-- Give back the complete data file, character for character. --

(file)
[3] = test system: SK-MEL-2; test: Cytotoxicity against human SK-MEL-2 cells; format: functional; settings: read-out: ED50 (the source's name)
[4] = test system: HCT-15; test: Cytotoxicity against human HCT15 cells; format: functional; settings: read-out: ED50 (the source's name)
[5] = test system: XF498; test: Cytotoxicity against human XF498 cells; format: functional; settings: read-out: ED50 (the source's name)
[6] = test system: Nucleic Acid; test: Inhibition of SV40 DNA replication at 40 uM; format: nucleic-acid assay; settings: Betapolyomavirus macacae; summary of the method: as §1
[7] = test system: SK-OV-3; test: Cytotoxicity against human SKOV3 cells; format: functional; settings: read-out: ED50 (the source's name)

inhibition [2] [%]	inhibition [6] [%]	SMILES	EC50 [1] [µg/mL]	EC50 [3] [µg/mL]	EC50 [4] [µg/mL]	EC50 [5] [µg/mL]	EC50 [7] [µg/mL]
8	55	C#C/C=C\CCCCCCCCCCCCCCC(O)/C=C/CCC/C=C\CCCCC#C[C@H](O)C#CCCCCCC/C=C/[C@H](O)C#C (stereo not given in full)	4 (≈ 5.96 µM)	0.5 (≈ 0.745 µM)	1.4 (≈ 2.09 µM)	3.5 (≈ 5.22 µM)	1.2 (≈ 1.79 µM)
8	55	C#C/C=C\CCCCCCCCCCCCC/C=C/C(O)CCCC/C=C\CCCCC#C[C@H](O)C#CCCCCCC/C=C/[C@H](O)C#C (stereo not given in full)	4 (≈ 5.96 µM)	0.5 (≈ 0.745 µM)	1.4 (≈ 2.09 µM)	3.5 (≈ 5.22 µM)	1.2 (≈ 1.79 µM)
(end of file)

[3] = test system: SK-MEL-2; test: Cytotoxicity against human SK-MEL-2 cells; format: functional; settings: read-out: ED50 (the source's name)
[4] = test system: HCT-15; test: Cytotoxicity against human HCT15 cells; format: functional; settings: read-out: ED50 (the source's name)
[5] = test system: XF498; test: Cytotoxicity against human XF498 cells; format: functional; settings: read-out: ED50 (the source's name)
[6] = test system: Nucleic Acid; test: Inhibition of SV40 DNA replication at 40 uM; format: nucleic-acid assay; settings: Betapolyomavirus macacae; summary of the method: as §1
[7] = test system: SK-OV-3; test: Cytotoxicity against human SKOV3 cells; format: functional; settings: read-out: ED50 (the source's name)

inhibition [2] [%]	inhibition [6] [%]	SMILES	EC50 [1] [µg/mL]	EC50 [3] [µg/mL]	EC50 [4] [µg/mL]	EC50 [5] [µg/mL]	EC50 [7] [µg/mL]
8	55	C#C/C=C\CCCCCCCCCCCCCCC(O)/C=C/CCC/C=C\CCCCC#C[C@H](O)C#CCCCCCC/C=C/[C@H](O)C#C (stereo not given in full)	4 (≈ 5.96 µM)	0.5 (≈ 0.745 µM)	1.4 (≈ 2.09 µM)	3.5 (≈ 5.22 µM)	1.2 (≈ 1.79 µM)
8	55	C#C/C=C\CCCCCCCCCCCCC/C=C/C(O)CCCC/C=C\CCCCC#C[C@H](O)C#CCCCCCC/C=C/[C@H](O)C#C (stereo not given in full)	4 (≈ 5.96 µM)	0.5 (≈ 0.745 µM)	1.4 (≈ 2.09 µM)	3.5 (≈ 5.22 µM)	1.2 (≈ 1.79 µM)